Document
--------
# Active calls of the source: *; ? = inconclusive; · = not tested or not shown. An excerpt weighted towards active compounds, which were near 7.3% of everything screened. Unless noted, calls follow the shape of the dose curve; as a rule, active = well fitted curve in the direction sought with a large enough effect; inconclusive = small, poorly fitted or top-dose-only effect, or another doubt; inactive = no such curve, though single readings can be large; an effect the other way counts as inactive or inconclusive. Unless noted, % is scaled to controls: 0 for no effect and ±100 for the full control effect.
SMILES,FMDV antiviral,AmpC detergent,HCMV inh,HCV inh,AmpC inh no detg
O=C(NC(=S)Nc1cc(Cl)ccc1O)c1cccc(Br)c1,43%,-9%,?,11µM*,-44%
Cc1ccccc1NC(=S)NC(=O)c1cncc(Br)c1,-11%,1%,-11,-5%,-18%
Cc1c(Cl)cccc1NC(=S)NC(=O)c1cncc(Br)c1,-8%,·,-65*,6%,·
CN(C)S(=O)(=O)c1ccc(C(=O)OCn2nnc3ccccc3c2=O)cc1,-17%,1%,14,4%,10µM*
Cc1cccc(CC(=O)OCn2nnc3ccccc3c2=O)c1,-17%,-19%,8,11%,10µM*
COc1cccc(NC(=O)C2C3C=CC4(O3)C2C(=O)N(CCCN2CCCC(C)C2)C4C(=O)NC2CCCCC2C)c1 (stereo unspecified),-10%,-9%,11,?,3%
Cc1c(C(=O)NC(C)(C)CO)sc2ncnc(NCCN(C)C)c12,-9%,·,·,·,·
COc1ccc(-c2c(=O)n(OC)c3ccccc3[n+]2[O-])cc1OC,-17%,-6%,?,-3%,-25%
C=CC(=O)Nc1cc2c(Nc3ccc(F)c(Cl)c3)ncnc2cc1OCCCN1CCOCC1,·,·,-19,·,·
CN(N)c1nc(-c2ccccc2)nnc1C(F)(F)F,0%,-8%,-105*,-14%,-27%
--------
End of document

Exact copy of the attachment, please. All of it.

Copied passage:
# Active calls of the source: *; ? = inconclusive; · = not tested or not shown. An excerpt weighted towards active compounds, which were near 7.3% of everything screened. Unless noted, calls follow the shape of the dose curve; as a rule, active = well fitted curve in the direction sought with a large enough effect; inconclusive = small, poorly fitted or top-dose-only effect, or another doubt; inactive = no such curve, though single readings can be large; an effect the other way counts as inactive or inconclusive. Unless noted, % is scaled to controls: 0 for no effect and ±100 for the full control effect.
SMILES,FMDV antiviral,AmpC detergent,HCMV inh,HCV inh,AmpC inh no detg
O=C(NC(=S)Nc1cc(Cl)ccc1O)c1cccc(Br)c1,43%,-9%,?,11µM*,-44%
Cc1ccccc1NC(=S)NC(=O)c1cncc(Br)c1,-11%,1%,-11,-5%,-18%
Cc1c(Cl)cccc1NC(=S)NC(=O)c1cncc(Br)c1,-8%,·,-65*,6%,·
CN(C)S(=O)(=O)c1ccc(C(=O)OCn2nnc3ccccc3c2=O)cc1,-17%,1%,14,4%,10µM*
Cc1cccc(CC(=O)OCn2nnc3ccccc3c2=O)c1,-17%,-19%,8,11%,10µM*
COc1cccc(NC(=O)C2C3C=CC4(O3)C2C(=O)N(CCCN2CCCC(C)C2)C4C(=O)NC2CCCCC2C)c1 (stereo unspecified),-10%,-9%,11,?,3%
Cc1c(C(=O)NC(C)(C)CO)sc2ncnc(NCCN(C)C)c12,-9%,·,·,·,·
COc1ccc(-c2c(=O)n(OC)c3ccccc3[n+]2[O-])cc1OC,-17%,-6%,?,-3%,-25%
C=CC(=O)Nc1cc2c(Nc3ccc(F)c(Cl)c3)ncnc2cc1OCCCN1CCOCC1,·,·,-19,·,·
CN(N)c1nc(-c2ccccc2)nnc1C(F)(F)F,0%,-8%,-105*,-14%,-27%